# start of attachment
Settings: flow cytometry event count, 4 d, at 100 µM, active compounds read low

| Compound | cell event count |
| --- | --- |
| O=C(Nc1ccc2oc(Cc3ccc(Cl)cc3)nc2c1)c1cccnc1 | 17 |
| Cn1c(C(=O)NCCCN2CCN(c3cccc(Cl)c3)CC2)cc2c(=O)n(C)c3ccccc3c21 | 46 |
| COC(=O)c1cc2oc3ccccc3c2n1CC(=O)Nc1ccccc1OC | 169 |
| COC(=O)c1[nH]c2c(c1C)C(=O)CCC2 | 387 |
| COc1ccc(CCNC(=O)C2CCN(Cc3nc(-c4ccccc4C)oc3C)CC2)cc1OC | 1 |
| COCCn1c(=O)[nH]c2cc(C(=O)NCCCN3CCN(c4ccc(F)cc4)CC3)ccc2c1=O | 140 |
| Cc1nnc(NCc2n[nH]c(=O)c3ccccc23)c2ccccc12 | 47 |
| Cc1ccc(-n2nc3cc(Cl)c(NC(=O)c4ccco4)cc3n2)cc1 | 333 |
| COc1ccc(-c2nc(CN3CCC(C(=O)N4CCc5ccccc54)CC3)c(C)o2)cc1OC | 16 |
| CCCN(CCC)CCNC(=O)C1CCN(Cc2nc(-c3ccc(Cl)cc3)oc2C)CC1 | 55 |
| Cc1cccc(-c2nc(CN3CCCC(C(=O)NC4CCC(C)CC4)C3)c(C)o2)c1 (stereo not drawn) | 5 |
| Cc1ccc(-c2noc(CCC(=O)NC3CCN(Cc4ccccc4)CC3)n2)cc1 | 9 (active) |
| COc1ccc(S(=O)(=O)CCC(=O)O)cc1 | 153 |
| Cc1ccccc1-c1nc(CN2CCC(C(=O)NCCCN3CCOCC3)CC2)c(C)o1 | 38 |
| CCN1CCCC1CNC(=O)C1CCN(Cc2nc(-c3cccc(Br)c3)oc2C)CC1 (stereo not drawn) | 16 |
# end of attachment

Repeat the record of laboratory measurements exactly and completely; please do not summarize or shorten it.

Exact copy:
Settings: flow cytometry event count, 4 d, at 100 µM, active compounds read low

| Compound | cell event count |
| --- | --- |
| O=C(Nc1ccc2oc(Cc3ccc(Cl)cc3)nc2c1)c1cccnc1 | 17 |
| Cn1c(C(=O)NCCCN2CCN(c3cccc(Cl)c3)CC2)cc2c(=O)n(C)c3ccccc3c21 | 46 |
| COC(=O)c1cc2oc3ccccc3c2n1CC(=O)Nc1ccccc1OC | 169 |
| COC(=O)c1[nH]c2c(c1C)C(=O)CCC2 | 387 |
| COc1ccc(CCNC(=O)C2CCN(Cc3nc(-c4ccccc4C)oc3C)CC2)cc1OC | 1 |
| COCCn1c(=O)[nH]c2cc(C(=O)NCCCN3CCN(c4ccc(F)cc4)CC3)ccc2c1=O | 140 |
| Cc1nnc(NCc2n[nH]c(=O)c3ccccc23)c2ccccc12 | 47 |
| Cc1ccc(-n2nc3cc(Cl)c(NC(=O)c4ccco4)cc3n2)cc1 | 333 |
| COc1ccc(-c2nc(CN3CCC(C(=O)N4CCc5ccccc54)CC3)c(C)o2)cc1OC | 16 |
| CCCN(CCC)CCNC(=O)C1CCN(Cc2nc(-c3ccc(Cl)cc3)oc2C)CC1 | 55 |
| Cc1cccc(-c2nc(CN3CCCC(C(=O)NC4CCC(C)CC4)C3)c(C)o2)c1 (stereo not drawn) | 5 |
| Cc1ccc(-c2noc(CCC(=O)NC3CCN(Cc4ccccc4)CC3)n2)cc1 | 9 (active) |
| COc1ccc(S(=O)(=O)CCC(=O)O)cc1 | 153 |
| Cc1ccccc1-c1nc(CN2CCC(C(=O)NCCCN3CCOCC3)CC2)c(C)o1 | 38 |
| CCN1CCCC1CNC(=O)C1CCN(Cc2nc(-c3cccc(Br)c3)oc2C)CC1 (stereo not drawn) | 16 |